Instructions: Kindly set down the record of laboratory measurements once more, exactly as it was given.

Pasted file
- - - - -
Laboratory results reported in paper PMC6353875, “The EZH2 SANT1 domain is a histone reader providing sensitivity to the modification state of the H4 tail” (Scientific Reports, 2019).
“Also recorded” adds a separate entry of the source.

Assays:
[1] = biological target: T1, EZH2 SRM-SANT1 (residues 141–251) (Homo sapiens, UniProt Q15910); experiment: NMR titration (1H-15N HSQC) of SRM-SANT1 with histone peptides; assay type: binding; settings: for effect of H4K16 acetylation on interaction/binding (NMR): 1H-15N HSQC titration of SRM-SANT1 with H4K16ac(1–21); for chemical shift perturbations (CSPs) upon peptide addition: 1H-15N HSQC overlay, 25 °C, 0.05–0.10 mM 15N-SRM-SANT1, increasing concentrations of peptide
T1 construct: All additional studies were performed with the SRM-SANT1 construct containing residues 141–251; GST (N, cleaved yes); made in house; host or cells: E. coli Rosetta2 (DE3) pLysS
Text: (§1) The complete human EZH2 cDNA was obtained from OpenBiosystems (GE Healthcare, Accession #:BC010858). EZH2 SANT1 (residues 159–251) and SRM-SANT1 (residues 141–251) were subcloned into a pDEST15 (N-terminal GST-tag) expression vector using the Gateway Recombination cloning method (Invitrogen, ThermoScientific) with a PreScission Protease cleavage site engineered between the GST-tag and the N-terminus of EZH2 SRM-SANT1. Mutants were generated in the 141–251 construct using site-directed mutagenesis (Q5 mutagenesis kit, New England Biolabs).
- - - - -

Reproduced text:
Laboratory results reported in paper PMC6353875, “The EZH2 SANT1 domain is a histone reader providing sensitivity to the modification state of the H4 tail” (Scientific Reports, 2019).
“Also recorded” adds a separate entry of the source.

Assays:
[1] = biological target: T1, EZH2 SRM-SANT1 (residues 141–251) (Homo sapiens, UniProt Q15910); experiment: NMR titration (1H-15N HSQC) of SRM-SANT1 with histone peptides; assay type: binding; settings: for effect of H4K16 acetylation on interaction/binding (NMR): 1H-15N HSQC titration of SRM-SANT1 with H4K16ac(1–21); for chemical shift perturbations (CSPs) upon peptide addition: 1H-15N HSQC overlay, 25 °C, 0.05–0.10 mM 15N-SRM-SANT1, increasing concentrations of peptide
T1 construct: All additional studies were performed with the SRM-SANT1 construct containing residues 141–251; GST (N, cleaved yes); made in house; host or cells: E. coli Rosetta2 (DE3) pLysS
Text: (§1) The complete human EZH2 cDNA was obtained from OpenBiosystems (GE Healthcare, Accession #:BC010858). EZH2 SANT1 (residues 159–251) and SRM-SANT1 (residues 141–251) were subcloned into a pDEST15 (N-terminal GST-tag) expression vector using the Gateway Recombination cloning method (Invitrogen, ThermoScientific) with a PreScission Protease cleavage site engineered between the GST-tag and the N-terminus of EZH2 SRM-SANT1. Mutants were generated in the 141–251 construct using site-directed mutagenesis (Q5 mutagenesis kit, New England Biolabs).